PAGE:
• but you might say that-- of course.

  • Because it depends on how many coins

  • there are, how many shares there are.

  • Does anybody want to take the other side from this--

  • the other Alin?

  • AUDIENCE: I think it'll have zeros--

  • it'll have zeros in the price.

  • GARY GENSLER: It will have zeros in the price.

  • Hugo?

  • AUDIENCE: Well, I just want to respond to the other comment.

  • Do you know exactly how many bitcoin there will

  • be in about 10 years from now?

  • GARY GENSLER: Do we actually know how many bitcoin there

  • will be in 10 years?

  • AUDIENCE: Yes.

  • GARY GENSLER: Hugo says you do because it's

  • written in the code.

  • Remind me your first name?

  • Isaac.

  • AUDIENCE: So I think one is mining.

  • I know that some folks may have a better technical background

  • on mining and the way you dedicate resources

  • based on price.

  • But I'm seeing a shake-up ahead, so maybe not.

  • The other piece of it, I think, is just

  • thinking about the flow.

  • Thinking about the bitcoin that's actually

  • being traded or transacted.

  • If there's a restricted market cap,

  • it's similar to looking at big cap stocks trading in China.

  • You know, you don't actually get a real price.

  • GARY GENSLER: While I agree with those,

  • there's one other reason we might not know the--

  • AUDIENCE: People could stop mining.

  • GARY GENSLER: People could stop mining.

  • AUDIENCE: In five years if it's zero.

  • GARY GENSLER: Oh, that's if it really just dwindles out.

  • Nobody wants to expand.

  • But what's one other reason why it could

  • be a different number that--

  • Shimon?

  • AUDIENCE: Fork.

  • GARY GENSLER: A fork.

  • There could be a consensus amongst 51% of the parties

  • on this node to change the what I'll call monetary policy.

  • We've seen that twice in Ethereum.

  • Ethereum was having a certain mining or block reward.

  • They cut it in half once-- or they cut it from 5 to 3,

  • and I think now they're going from 3 to 2.

  • It was not in the original Ethereum.

  • So there could be a consensus.

  • It's not written about a lot, but it

  • could be either what's called a fork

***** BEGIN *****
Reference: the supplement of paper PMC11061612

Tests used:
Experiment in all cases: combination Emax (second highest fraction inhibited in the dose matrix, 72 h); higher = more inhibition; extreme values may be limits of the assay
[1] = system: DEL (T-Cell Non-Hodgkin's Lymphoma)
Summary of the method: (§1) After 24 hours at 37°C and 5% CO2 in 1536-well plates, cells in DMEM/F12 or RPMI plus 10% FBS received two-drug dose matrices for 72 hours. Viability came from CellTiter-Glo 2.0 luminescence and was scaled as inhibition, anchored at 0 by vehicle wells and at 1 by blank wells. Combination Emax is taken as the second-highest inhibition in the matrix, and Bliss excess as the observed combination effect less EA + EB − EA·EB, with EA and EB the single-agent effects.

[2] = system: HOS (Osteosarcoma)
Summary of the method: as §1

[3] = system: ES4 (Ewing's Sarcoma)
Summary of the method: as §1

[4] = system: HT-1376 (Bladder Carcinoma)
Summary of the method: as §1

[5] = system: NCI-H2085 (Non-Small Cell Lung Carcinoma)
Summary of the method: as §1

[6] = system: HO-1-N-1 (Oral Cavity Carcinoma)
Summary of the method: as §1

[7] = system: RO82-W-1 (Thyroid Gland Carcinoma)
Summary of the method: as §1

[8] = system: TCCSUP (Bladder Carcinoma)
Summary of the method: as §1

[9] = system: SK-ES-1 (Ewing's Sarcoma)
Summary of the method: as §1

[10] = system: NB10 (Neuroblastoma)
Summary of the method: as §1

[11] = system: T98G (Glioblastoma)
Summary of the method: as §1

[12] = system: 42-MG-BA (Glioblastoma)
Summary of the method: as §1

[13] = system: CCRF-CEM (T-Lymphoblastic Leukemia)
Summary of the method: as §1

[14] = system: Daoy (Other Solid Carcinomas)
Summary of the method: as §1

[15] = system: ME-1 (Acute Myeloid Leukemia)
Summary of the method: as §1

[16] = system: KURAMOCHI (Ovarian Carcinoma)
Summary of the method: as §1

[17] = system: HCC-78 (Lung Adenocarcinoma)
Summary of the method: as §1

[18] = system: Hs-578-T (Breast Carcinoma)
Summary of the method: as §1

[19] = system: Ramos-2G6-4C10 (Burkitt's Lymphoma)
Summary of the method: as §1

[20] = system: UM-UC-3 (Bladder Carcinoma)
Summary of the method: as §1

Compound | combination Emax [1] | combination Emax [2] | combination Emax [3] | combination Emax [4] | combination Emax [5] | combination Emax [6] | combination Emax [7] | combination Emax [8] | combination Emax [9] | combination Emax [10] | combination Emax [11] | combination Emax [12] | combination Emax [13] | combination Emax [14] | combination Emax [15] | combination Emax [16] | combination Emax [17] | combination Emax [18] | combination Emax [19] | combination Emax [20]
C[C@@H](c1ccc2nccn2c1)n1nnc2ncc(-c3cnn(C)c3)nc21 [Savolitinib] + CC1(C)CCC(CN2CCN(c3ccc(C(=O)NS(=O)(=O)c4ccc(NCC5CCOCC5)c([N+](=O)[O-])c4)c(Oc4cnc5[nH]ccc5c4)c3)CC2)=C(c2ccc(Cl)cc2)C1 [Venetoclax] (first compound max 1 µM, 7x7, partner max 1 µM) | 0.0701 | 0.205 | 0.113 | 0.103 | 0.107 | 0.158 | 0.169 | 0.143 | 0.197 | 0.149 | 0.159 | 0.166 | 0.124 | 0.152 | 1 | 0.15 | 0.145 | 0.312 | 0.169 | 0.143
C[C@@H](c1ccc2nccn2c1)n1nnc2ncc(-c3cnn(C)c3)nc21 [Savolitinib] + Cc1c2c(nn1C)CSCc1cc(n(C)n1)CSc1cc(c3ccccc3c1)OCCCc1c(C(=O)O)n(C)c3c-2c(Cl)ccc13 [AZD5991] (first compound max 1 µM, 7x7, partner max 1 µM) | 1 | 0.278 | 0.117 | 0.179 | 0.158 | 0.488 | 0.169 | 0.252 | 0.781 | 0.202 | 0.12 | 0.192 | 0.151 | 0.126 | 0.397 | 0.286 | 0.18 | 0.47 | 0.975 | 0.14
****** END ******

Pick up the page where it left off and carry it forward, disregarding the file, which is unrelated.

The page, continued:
• or it could be so almost unanimous that everybody

  • went for a change in the monetary policy.

  • All right, so that's just a little bit of fun.

  • Some other quick numbers and facts.

  • There's 17.3 million coins right now.

  • So 17 million coins have been mined so far,

  • 550,000 blocks roughly.

  • 189 gigs.

  • Transactions per day, quarter of a million transactions.

  • And then if I've got my decimals right,

  • the hash rate is 10 to the 18th times 50.

  • That's seven trillion times harder

  • than when it was in 2009.

  • There's seven trillion more computational power in Bitcoin

  • now than there was nine or 10 years ago.

  • It takes about 1/3 of 1% of the world's electricity,

  • and there were some nice comments overnight

  • in the discussion for this class about

  • whether that's a good thing or not.

  • And maybe it's not a good thing.

  • So that's Bitcoin anniversary.

  • A couple other things, unique addresses.

  • There's a little bit over 500,000 unique addresses--

  • Bitcoin addresses.

  • So if there's tens of millions of people

  • that have Bitcoin and only half a million Bitcoin addresses,

  • what does it mean about the probably 20 or 30 million

  • people that believe they own Bitcoin but don't

  • have a Bitcoin address?

  • Where do they own it?

  • James?

  • AUDIENCE: In an exchange?

  • GARY GENSLER: Yeah, on an exchange.

  • Or in some custodial--

  • in essence relying on somebody else

  • if there's a half a million unique addresses,

  • but it's thought there's 20 to 30 million accounts.

  • 10,000 nodes.

  • And bitnodes is a website where you

  • can see where the nodes are.

  • And it's concentration of where the actual nodes are.

  • So pretty spread around.

  • There's not any alpha in Ethiopia yet.

  • In fact, I don't see--

  • what's that?

  • Do you see two in Kenya?

  • AUDIENCE: Yeah, there's two little dots.

  • GARY GENSLER: Anybody from Greenland?

  • No.

  • And of course, it's spurred this whole thing--

  • we've seen this map before, but initial coin offerings.

  • $28 billion roughly raised.

  • Again, we don't know if the numbers are right

  • but this is what this 10 year anniversary or 10

  • years since it all started.

  • This means there's a lot of capital

  • chasing this field right now.

  • So anybody want to write down whether they

  • think ICOs are still going to be around in 10 years?

  • How many people think initial coin offerings will be around?

  • About half.

  • And so the other-- oh, I know where Alin is,

  • but where are the rest of you?

  • I don't actually know.

  • I think they're going to slow down.

  • I think in 2019 and 2020 they'll slow down

  • because so many will have failed,

  • the market will sort of adjust and say,

  • well, we're not going to invest in these unless there is

  • a much better business model.

  • And so it's spurred, this is just a bucket of other coins.

  • There's 1,600 odd coins, probably 1,500 plus of them